Richardson Highway

Mick: What time does AT&T open?
Liesel: Eight o’clock.
Mick: Oh, perfect timing. It’s quarter to eight so I think I’ll go and get myself a new SIM card as using my UK one to access the internet is proving to be ridiculously expensive.
Liesel: OK, dear, have a nice walk, be careful.

So I walked over to AT&T, the closest telecoms shop to the campsite, only to discover that it didn’t open until 10. Oh well, the girl at Verizon was very helpful the other day, even if she couldn’t provide Liesel with what she needed. The walk to Verizon was a bit longer, across two main roads. But walking can’t be that unusual here, there are pedestrian crossings in all the right places.

The sign in the window said “Closed for lunch, back at 4.30” and I thought, I could work there with lunch breaks like that! The bad news was, this shop didn’t open until 10.30. The only other one I knew of was GCI, just along the road a bit. It opened at 8.30 so by now, I only had to loiter for ten minutes or so. Then I saw the sign: No Loitering.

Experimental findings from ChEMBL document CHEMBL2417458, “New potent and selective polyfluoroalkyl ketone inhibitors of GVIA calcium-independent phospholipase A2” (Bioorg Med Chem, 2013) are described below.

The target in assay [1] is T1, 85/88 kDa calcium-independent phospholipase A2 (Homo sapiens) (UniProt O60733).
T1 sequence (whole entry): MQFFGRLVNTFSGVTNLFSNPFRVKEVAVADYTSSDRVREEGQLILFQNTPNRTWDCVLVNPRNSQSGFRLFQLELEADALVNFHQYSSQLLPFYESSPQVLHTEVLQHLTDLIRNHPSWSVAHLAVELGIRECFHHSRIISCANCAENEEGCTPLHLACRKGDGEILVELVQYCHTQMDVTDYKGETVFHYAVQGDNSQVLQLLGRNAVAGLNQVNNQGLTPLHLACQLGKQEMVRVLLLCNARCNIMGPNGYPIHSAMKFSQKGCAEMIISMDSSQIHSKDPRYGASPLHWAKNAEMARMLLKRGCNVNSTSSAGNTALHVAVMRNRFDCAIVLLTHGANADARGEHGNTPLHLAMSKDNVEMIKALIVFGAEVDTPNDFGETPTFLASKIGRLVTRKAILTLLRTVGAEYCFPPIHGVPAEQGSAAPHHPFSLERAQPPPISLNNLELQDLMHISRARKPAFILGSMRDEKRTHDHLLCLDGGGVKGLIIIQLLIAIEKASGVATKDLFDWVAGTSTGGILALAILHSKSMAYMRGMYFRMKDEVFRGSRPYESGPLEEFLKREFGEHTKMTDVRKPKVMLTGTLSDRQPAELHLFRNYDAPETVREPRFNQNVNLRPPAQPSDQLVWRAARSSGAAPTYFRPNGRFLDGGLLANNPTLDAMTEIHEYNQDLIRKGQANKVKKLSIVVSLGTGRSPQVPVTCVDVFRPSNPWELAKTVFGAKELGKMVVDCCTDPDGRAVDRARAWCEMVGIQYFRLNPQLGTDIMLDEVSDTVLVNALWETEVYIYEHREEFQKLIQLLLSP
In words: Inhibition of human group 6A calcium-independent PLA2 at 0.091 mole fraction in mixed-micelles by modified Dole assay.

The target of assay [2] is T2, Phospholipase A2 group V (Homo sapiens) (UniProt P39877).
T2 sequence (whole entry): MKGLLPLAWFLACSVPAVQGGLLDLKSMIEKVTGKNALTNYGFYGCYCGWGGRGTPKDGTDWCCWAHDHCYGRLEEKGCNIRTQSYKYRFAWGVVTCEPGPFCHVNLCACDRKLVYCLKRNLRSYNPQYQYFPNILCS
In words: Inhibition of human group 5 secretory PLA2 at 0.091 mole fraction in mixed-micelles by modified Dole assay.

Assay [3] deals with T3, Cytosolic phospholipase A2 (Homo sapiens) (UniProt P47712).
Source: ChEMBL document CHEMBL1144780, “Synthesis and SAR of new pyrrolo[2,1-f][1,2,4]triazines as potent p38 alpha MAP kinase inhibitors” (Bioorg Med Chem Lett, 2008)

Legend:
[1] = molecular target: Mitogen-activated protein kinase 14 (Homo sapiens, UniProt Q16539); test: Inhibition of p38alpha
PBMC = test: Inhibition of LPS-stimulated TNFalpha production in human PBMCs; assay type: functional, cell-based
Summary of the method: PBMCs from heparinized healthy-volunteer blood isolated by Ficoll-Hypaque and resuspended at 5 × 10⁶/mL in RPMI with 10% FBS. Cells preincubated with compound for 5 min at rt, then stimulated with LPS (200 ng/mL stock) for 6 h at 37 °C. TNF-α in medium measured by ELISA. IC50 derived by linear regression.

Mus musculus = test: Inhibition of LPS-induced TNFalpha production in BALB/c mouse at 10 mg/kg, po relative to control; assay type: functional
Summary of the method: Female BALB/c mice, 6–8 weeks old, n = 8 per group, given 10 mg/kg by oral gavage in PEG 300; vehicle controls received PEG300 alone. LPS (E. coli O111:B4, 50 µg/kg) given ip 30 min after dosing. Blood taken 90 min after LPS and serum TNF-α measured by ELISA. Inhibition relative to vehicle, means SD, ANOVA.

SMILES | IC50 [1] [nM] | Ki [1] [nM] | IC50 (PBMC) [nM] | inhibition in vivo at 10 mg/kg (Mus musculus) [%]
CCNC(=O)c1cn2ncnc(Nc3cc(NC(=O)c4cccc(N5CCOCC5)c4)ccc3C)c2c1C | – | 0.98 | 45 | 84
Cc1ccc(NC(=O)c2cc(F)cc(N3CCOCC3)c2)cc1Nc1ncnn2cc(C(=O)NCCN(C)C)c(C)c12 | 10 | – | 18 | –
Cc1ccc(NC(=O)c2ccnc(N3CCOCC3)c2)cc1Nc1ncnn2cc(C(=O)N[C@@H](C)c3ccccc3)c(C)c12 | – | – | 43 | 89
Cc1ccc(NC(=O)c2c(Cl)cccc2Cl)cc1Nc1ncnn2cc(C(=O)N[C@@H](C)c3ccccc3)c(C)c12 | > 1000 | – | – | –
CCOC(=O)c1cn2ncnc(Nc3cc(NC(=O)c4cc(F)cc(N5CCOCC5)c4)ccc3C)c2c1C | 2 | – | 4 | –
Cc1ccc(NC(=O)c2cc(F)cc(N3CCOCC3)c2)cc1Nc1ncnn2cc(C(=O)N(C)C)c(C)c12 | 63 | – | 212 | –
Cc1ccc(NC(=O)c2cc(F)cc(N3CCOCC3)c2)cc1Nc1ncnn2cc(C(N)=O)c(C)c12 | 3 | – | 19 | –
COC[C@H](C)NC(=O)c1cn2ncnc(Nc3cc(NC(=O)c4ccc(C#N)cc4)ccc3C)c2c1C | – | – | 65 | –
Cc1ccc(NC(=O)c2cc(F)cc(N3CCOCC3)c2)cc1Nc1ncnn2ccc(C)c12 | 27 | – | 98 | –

While waiting for the shop to open, I used somebody’s wifi to do internetty things. By the time I went into GCI, two people were being served and there were two more in the queue. They must have opened early.

The guy with the orange shirt was still at the counter when I left, nearly an hour later. I guess his problems were more convoluted than mine. I was dealt with within ten minutes once Melissa called me up. So, I now get a month’s 4G for what I nearly spent in just two days. Marvellous!

How ironic then that later in the day, when we were on the road, there was often no signal at all, of any sort. Even the campsite had nothing. But we’re getting ahead of ourselves here.